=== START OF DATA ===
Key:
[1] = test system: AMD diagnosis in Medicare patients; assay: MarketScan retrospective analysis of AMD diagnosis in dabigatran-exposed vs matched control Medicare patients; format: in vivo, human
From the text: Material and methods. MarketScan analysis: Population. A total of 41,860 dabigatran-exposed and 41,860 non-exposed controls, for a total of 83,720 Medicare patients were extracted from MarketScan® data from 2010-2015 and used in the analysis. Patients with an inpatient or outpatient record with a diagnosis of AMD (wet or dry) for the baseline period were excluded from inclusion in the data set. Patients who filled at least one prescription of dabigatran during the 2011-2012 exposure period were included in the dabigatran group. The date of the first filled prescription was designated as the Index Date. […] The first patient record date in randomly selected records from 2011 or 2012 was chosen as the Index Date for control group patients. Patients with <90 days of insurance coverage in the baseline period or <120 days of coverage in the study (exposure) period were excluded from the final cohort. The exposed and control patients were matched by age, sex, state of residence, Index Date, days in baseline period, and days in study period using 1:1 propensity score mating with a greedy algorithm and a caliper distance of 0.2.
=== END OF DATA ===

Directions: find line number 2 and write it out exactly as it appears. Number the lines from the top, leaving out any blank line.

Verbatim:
[1] = test system: AMD diagnosis in Medicare patients; assay: MarketScan retrospective analysis of AMD diagnosis in dabigatran-exposed vs matched control Medicare patients; format: in vivo, human